As guests arrive at Disneyland or Walt Disney World, they pass under an archway before heading onto Main Street U.S.A. Above the archway is a plaque that reads, “Here You Leave Today and Enter the World of Yesterday, Tomorrow and Fantasy.” And that is exactly why people love going to a Disney Park. It’s fun. It’s pleasant. They can leave all their everyday lives behind and just enjoy everything Disney has to offer. For some, the passion is so deep they would love to work at one of the Disney Parks. Nicklaus Hopkins was one of those people.
After reluctantly succumbing to a bear hug from Goofy, four and a half year old Hopkins was hooked on Disney. Years later, he and his wife moved to Florida and he started working at Walt Disney World. Hopkins worked for the company for three years before moving on. He currently is a professional writer and college professor.
In “Of Mouse and Men – Confessions of a Walt Disney World Character Performer,” Hopkins recounts his experiences of playing nine Disney characters: Goofy, Mr. Incredible, Woody, Green Army Man, Baloo, Br’er Bear, Sully, the Beast, and Captain Hook.
Those that work and have worked at a Disney Park always say they love(ed) their time there. The guests they meet, the magical memories and experiences they create virtually cannot be replicated anywhere else. However, like any other workplace, Hopkins describes in “Of Mouse and Men,” the magical and not-so magical aspects of working for the Mouse.
After his first experience with Goofy, Hopkins was obsessed with him. He watched every Goofy cartoon and worked on perfecting every Goofy mannerism. “… the two of us shared a special bond,” said Hopkins. “He was my absolute favorite growing up.”
Hopkins’s book reads almost like a diary. It starts with character training and ends with his last day working for the Walt Disney Company. Along the way, he recalls the ups and downs of his training, first day in the park, and experiences as each of the Disney character that he played.
Hopkins said that when he received his offer letter as a Cast Member in the Entertainment Division, your position in that department was determined by your height. “… the position was listed on the form simply as Goofy character,” writes Hopkins. “Naturally, I thought I would be exclusively ‘playing’ Goofy…”
During his training, Hopkins quickly discovered for some characters, such as Goofy, signing an autograph book isn’t as easy as he thought. He practiced and perfected Goofy’s signature for weeks prior to training. After donning the costume for the first time, his trainer asked him to sign a book. He held the book up to where he could see (out of the mouth) and signed Goofy’s name perfectly. However, Goofy could not have possibly have seen the book because his eyes were higher up. It was then that Hopkins learned he would have to sign Goofy’s name perfectly without looking at what he was signing.
Other things that character performers learn during their training is how to act as their Disney counterpart, what Disney ‘basics’ are, how to pack your black duffle bag, drink plenty of Powerade, how and when to use the “SOS” signal, and what is and how to avoid “character glove.”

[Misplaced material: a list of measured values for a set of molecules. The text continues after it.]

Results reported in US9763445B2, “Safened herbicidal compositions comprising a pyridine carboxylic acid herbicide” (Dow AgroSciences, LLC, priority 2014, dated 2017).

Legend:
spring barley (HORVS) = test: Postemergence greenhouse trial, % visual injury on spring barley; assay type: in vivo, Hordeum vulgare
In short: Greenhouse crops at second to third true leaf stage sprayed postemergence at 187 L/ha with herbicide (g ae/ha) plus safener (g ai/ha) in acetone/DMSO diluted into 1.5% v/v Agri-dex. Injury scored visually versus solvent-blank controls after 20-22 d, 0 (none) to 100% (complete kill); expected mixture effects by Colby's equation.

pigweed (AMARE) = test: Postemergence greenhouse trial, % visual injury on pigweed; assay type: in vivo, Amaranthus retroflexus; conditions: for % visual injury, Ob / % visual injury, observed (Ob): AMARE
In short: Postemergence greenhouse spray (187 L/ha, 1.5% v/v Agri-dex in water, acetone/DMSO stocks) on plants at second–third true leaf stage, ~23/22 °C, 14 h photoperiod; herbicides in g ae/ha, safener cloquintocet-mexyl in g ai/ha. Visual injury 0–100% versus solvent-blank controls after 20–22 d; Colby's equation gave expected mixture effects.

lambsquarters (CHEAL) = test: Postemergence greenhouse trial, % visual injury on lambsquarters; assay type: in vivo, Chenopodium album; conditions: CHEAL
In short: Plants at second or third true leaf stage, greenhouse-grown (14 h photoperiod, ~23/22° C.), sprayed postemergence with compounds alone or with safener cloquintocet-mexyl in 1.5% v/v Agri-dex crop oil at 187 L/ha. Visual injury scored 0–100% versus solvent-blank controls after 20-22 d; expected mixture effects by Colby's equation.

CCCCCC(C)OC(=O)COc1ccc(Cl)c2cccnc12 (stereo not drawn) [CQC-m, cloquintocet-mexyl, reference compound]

Each chapter in “Of Mouse and Men – Confessions of a Walt Disney Character Performer” is dedicated to a different character that Hopkins played and his interactions with guests, Cast Members, and Disney Management.
Hopkins most memorable guest interaction was when he was Goofy in Disney’s Animal Kingdom’s DinoLand section. Guests are almost always overjoyed to meet their favorite characters, but for two Japanese girls meeting Goofy (in this case Hopkins) exceeded their wildest expectations.
I had the chance to speak with Hopkins about this, “The whole thing had the vibe of an early Beatles show,” he said. “The continuous shouting of Goofy’s name, the jumping up and down, the hanging on for dear life to my gloves and shirt. If you could ever feel like a rock star, while wearing suspenders and clown shoes, that was the moment.”
Even though he writes about some incredibly outrageous, inappropriate guest behavior, Hopkins says that generally the “outrageous guest stories were fairly uncommon.”
Annie Salisbury, who has written three books for Theme Park Press, previously talked about her good and not-so-good experiences working with other Cast Members. Hopkins does as well, but from the character perspective. Working at Disney is not really any different than working for any large or small company. There are those that are a pleasure to work with and for and then there are those who are not.
In the past, when guests yelled, “Andy’s coming!” the “Toy Story” characters would supposedly go lifeless and drop to the ground. When asked about this, Hopkins said “We would joke about it off-set… in training they were adamant about us never going down to the ground in costume when onstage. So, even if a guest had done it, we probably wouldn’t have played along. Plus, if Buzz had gone down, he’d have a heck of a time getting back up in that costume.”
This book is a funny, entertaining, and candid look at the day-to-day realities of working at Walt Disney World. Hopkins offers his readers a peek behind the curtain at what it’s like to be a character performer, as well an honest look at what it’s like to work at Walt Disney World.
Hopkins, Nicklaus. Of Mouse and Men - Confessions of a Walt Disney World Character Performer. Theme Park Press. 2017. Paperback. ($14.95)